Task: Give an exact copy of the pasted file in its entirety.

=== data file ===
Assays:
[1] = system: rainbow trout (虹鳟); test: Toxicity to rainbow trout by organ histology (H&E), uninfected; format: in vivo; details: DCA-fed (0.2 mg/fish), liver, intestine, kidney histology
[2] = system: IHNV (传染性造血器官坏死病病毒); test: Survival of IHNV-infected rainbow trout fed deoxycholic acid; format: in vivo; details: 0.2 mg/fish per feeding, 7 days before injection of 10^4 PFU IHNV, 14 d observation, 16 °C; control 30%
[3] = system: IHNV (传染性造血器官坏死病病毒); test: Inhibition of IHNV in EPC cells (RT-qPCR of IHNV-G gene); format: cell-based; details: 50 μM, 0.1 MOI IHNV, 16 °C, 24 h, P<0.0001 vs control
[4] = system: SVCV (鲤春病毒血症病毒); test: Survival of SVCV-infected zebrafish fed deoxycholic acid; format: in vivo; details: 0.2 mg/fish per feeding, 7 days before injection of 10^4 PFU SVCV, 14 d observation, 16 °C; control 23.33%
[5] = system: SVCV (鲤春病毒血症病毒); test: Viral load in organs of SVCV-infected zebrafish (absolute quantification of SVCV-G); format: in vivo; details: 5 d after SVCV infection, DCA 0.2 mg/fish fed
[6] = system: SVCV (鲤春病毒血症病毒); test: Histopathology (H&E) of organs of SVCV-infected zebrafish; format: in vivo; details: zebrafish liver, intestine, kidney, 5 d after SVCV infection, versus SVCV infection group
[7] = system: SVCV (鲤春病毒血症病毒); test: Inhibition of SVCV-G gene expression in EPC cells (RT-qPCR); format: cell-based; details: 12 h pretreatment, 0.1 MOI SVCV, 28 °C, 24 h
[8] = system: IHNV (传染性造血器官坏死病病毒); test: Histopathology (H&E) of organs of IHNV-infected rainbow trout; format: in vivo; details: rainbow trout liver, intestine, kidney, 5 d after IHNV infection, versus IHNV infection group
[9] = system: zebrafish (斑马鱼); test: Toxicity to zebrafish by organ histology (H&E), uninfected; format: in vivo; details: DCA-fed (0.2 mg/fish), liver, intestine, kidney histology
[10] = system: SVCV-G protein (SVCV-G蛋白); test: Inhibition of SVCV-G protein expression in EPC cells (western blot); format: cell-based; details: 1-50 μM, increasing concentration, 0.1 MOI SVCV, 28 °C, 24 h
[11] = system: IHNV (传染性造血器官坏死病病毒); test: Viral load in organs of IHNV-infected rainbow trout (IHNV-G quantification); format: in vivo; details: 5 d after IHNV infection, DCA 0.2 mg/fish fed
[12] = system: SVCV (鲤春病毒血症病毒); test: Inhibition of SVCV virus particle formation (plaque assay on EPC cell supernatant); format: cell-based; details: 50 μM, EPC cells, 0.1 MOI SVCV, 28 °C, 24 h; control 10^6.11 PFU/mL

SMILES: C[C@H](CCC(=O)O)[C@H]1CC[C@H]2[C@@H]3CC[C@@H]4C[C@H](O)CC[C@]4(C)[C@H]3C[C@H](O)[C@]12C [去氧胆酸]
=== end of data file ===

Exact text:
Assays:
[1] = system: rainbow trout (虹鳟); test: Toxicity to rainbow trout by organ histology (H&E), uninfected; format: in vivo; details: DCA-fed (0.2 mg/fish), liver, intestine, kidney histology
[2] = system: IHNV (传染性造血器官坏死病病毒); test: Survival of IHNV-infected rainbow trout fed deoxycholic acid; format: in vivo; details: 0.2 mg/fish per feeding, 7 days before injection of 10^4 PFU IHNV, 14 d observation, 16 °C; control 30%
[3] = system: IHNV (传染性造血器官坏死病病毒); test: Inhibition of IHNV in EPC cells (RT-qPCR of IHNV-G gene); format: cell-based; details: 50 μM, 0.1 MOI IHNV, 16 °C, 24 h, P<0.0001 vs control
[4] = system: SVCV (鲤春病毒血症病毒); test: Survival of SVCV-infected zebrafish fed deoxycholic acid; format: in vivo; details: 0.2 mg/fish per feeding, 7 days before injection of 10^4 PFU SVCV, 14 d observation, 16 °C; control 23.33%
[5] = system: SVCV (鲤春病毒血症病毒); test: Viral load in organs of SVCV-infected zebrafish (absolute quantification of SVCV-G); format: in vivo; details: 5 d after SVCV infection, DCA 0.2 mg/fish fed
[6] = system: SVCV (鲤春病毒血症病毒); test: Histopathology (H&E) of organs of SVCV-infected zebrafish; format: in vivo; details: zebrafish liver, intestine, kidney, 5 d after SVCV infection, versus SVCV infection group
[7] = system: SVCV (鲤春病毒血症病毒); test: Inhibition of SVCV-G gene expression in EPC cells (RT-qPCR); format: cell-based; details: 12 h pretreatment, 0.1 MOI SVCV, 28 °C, 24 h
[8] = system: IHNV (传染性造血器官坏死病病毒); test: Histopathology (H&E) of organs of IHNV-infected rainbow trout; format: in vivo; details: rainbow trout liver, intestine, kidney, 5 d after IHNV infection, versus IHNV infection group
[9] = system: zebrafish (斑马鱼); test: Toxicity to zebrafish by organ histology (H&E), uninfected; format: in vivo; details: DCA-fed (0.2 mg/fish), liver, intestine, kidney histology
[10] = system: SVCV-G protein (SVCV-G蛋白); test: Inhibition of SVCV-G protein expression in EPC cells (western blot); format: cell-based; details: 1-50 μM, increasing concentration, 0.1 MOI SVCV, 28 °C, 24 h
[11] = system: IHNV (传染性造血器官坏死病病毒); test: Viral load in organs of IHNV-infected rainbow trout (IHNV-G quantification); format: in vivo; details: 5 d after IHNV infection, DCA 0.2 mg/fish fed
[12] = system: SVCV (鲤春病毒血症病毒); test: Inhibition of SVCV virus particle formation (plaque assay on EPC cell supernatant); format: cell-based; details: 50 μM, EPC cells, 0.1 MOI SVCV, 28 °C, 24 h; control 10^6.11 PFU/mL

SMILES: C[C@H](CCC(=O)O)[C@H]1CC[C@H]2[C@@H]3CC[C@@H]4C[C@H](O)CC[C@]4(C)[C@H]3C[C@H](O)[C@]12C [去氧胆酸]